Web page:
Welcome Along To The New Page On The Site As Promised Work In Progress So Be Patient …Ive Kicked Things Of With The Holy Goalie Artur Boruc ,Keep Coming Back i will Add More ….HH
Artur Boruc – Goalkeeper ….
He began his career in the Polish third division with hometown club Pogoń Siedlce. He joined Ekstraklasa teamLegia Warsaw in 1999 and, whilst still a reserve, had a spell on loan at Dolcan Ząbki in 2000. Boruc broke through to the Legia first team in 2002 and by 2003 had become the club’s first choice goalkeeper. In the summer of 2005, he joined Scottish Premier League side Celtic. In his five years in Glasgow, Boruc made 221 appearances for the club, winning the league three times, the Scottish Cup once and the Scottish League Cup twice. He found himself at the centre of sectarian-related controversies for his conduct in Old Firm games against Rangers. Celtic fans nicknamed Boruc ‘The Holy Goalie’ for his devout Catholicism. He moved to Italy in 2010 to join Fiorentina, spending two years at the Serie A club before returning to Britain in 2012 to sign for Premier League sideSouthampton, moving to Bournemouth in 2015 after a season on loan.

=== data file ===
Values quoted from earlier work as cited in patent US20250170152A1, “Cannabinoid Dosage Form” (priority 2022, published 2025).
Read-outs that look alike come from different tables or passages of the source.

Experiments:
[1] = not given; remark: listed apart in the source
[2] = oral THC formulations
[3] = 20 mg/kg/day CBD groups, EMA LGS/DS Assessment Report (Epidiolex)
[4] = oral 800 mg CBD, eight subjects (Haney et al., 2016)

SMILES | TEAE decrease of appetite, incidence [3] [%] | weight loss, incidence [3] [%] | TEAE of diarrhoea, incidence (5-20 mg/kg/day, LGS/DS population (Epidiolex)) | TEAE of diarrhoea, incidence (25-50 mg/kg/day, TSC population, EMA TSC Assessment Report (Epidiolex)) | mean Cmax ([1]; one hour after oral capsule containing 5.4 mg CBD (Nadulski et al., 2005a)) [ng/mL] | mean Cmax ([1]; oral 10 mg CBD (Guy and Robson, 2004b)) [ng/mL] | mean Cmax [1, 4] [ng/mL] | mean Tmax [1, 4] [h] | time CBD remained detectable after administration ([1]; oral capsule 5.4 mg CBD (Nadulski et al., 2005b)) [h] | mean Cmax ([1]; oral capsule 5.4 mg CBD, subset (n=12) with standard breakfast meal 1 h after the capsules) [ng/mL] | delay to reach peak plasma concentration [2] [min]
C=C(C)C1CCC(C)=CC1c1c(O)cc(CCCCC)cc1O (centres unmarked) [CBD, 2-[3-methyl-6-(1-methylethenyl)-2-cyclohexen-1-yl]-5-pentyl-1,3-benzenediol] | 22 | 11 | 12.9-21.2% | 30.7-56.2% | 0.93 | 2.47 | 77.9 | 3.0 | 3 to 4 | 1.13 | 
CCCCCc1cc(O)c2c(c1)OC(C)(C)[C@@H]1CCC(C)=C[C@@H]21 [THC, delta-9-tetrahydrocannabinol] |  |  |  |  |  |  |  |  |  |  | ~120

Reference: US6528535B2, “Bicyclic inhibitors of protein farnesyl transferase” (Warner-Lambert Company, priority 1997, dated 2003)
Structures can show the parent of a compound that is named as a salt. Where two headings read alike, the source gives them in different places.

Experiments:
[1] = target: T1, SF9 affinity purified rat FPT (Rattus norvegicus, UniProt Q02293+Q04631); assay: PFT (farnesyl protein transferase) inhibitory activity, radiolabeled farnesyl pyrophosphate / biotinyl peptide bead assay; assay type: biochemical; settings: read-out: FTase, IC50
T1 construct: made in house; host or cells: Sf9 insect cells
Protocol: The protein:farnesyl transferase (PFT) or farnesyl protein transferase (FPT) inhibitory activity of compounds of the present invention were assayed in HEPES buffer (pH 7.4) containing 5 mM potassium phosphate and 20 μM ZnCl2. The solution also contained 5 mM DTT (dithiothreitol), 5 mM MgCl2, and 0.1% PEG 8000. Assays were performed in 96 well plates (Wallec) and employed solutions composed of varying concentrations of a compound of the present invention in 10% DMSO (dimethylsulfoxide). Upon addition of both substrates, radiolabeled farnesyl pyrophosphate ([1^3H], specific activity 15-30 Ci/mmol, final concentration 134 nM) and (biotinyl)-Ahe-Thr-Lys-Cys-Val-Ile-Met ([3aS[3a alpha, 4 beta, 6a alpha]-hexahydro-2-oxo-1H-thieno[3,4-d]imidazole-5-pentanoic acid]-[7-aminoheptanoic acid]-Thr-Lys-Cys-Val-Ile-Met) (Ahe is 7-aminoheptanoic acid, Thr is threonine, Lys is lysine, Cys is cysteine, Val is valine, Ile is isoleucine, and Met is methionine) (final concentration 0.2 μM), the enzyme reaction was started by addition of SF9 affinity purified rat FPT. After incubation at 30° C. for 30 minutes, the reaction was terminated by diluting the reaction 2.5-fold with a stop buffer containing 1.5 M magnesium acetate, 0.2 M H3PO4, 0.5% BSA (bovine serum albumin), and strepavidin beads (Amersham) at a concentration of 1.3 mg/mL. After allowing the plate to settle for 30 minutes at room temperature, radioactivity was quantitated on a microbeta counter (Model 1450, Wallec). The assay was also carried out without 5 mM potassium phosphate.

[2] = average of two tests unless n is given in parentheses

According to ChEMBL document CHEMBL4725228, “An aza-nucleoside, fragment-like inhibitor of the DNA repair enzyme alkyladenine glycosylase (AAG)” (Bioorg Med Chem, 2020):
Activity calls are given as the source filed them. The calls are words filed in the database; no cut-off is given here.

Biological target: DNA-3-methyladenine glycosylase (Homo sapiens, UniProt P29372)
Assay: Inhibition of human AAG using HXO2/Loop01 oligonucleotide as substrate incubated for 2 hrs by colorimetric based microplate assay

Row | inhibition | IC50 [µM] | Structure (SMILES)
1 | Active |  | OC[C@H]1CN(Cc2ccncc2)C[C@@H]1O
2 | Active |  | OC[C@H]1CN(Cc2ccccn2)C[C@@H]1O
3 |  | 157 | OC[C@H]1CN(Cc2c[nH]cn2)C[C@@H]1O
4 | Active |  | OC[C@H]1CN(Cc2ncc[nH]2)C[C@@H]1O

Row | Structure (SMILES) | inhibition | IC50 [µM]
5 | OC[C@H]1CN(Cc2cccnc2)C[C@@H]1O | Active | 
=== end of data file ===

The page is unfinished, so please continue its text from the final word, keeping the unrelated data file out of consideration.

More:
Boruc made his international debut against the Republic of Ireland in April 2004 and became a regular in the Polishinternational squad, earning over 50 caps. He represented the nation at the 2006 FIFA World Cup and UEFA Euro 2008.
Honours with Celtic
Scottish Premier League
Scottish League Cup
221 total appearances for celtic between 2005-2010
Walfrid was born of John Kerins and Elizabeth Flynn in Ballymote, a village in south County Sligo in north west Ireland. His ancestors, the Ó Céirín (later anglicised as “Kerins”), were anciently Gaelic lords of Ciarraige Locha na nÁirne, with a long history in Mayo.
He studied teaching and in 1864 joined The Marist Brothers Teaching Order. He moved to Scotland in the 1870s and taught at St. Marys School and the Sacred Heart School where he was appointed headmaster in 1874. He also helped found St. Joseph’s College, Dumfries.
In 1888, he founded The Celtic Football Club as a means of raising funds for the poor and deprived in the east end ofGlasgow. In 1893 Walfrid was sent by his religious order to London’s East End. Here he continued his work, organizing football matches for and showing great kindness to the barefoot children in the districts of Bethnal Green and Bow. The charity established by Walfrid was named The Poor Children’s Dinner Table.
He died on 17 April 1915, leaving a surviving brother, Bernard, in Cloghboley, County Sligo. Walfrid is buried in the Mount St. Michael Cemetery in Dumfries.